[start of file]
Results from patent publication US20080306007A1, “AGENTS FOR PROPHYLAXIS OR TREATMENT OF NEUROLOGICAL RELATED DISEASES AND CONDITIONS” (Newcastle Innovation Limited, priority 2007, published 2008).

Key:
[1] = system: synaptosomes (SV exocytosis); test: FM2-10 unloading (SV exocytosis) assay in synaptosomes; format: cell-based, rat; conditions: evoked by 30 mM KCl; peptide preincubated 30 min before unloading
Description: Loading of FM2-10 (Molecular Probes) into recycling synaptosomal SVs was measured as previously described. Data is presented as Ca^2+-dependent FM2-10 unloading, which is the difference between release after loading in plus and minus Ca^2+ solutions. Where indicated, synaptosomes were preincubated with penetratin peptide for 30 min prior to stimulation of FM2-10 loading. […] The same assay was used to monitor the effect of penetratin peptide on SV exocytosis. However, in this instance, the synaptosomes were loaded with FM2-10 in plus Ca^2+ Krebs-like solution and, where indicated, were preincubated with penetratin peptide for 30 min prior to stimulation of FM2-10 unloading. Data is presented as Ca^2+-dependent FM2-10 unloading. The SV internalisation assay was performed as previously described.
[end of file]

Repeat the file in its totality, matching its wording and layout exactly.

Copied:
Results from patent publication US20080306007A1, “AGENTS FOR PROPHYLAXIS OR TREATMENT OF NEUROLOGICAL RELATED DISEASES AND CONDITIONS” (Newcastle Innovation Limited, priority 2007, published 2008).

Key:
[1] = system: synaptosomes (SV exocytosis); test: FM2-10 unloading (SV exocytosis) assay in synaptosomes; format: cell-based, rat; conditions: evoked by 30 mM KCl; peptide preincubated 30 min before unloading
Description: Loading of FM2-10 (Molecular Probes) into recycling synaptosomal SVs was measured as previously described. Data is presented as Ca^2+-dependent FM2-10 unloading, which is the difference between release after loading in plus and minus Ca^2+ solutions. Where indicated, synaptosomes were preincubated with penetratin peptide for 30 min prior to stimulation of FM2-10 loading. […] The same assay was used to monitor the effect of penetratin peptide on SV exocytosis. However, in this instance, the synaptosomes were loaded with FM2-10 in plus Ca^2+ Krebs-like solution and, where indicated, were preincubated with penetratin peptide for 30 min prior to stimulation of FM2-10 unloading. Data is presented as Ca^2+-dependent FM2-10 unloading. The SV internalisation assay was performed as previously described.